One of the things that excites me about clean energy innovation is the potential to create affordable energy that lessens the impact of climate change and—at the same time—turbocharges our economy.
That’s one of the reasons why I attend events like the recent ECO:nomics conference in California and speak out frequently in support of increased federal funding for breakthrough energy research. Incremental improvements in energy efficiency and new technologies are necessary.
When I first came across a Michigan company called EcoMotors, I had the feeling their work on a new engine for cars, trucks and marine transport might be one of these big breakthroughs. My friend, Vinod Khosla, thinks so too, which is why we both decided to invest in the company.
For the last few years, EcoMotors has been developing a high-efficiency engine to replace the conventional gas and diesel engines in use today. Compared to the dramatic technological advances we’ve seen in other areas, the internal combustion engines that most vehicles use today haven’t fundamentally changed in over a century. They’ve been significantly refined over time, but not dramatically simplified. That’s key, because simplification brings enormous gains in efficiency.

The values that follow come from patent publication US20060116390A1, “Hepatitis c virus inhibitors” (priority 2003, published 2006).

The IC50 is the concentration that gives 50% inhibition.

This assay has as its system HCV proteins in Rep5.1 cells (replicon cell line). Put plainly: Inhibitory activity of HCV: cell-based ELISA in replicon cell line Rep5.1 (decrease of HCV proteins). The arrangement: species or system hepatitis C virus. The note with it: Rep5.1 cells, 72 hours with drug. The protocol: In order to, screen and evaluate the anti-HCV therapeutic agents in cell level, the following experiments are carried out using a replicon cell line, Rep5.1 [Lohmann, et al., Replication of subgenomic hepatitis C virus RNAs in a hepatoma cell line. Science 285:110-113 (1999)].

EcoMotor’s engine design uses 50 percent fewer parts, which means they are lighter and smaller than a conventional engine and have better fuel economy and lower emissions.
Interestingly, EcoMotors first got interested in commercial applications for the opposed-piston opposed-cylinder engine technology while working on an engine for an unmanned helicopter for the federal government’s Defense Advanced Research Projects Agency (DARPA). This is not the first time that research done through DARPA has been used to develop breakthrough technologies. DARPA’s history of support for innovation led to the development of the Internet and the Global Positioning System.
If EcoMotors’ technology takes off, it would be another example of how a modest federal grant spurred innovation that created entire new industries and economic growth. To illustrate how breakthrough innovation in energy can come about in unorthodox ways, we asked EcoMotors to explain how their technology works.
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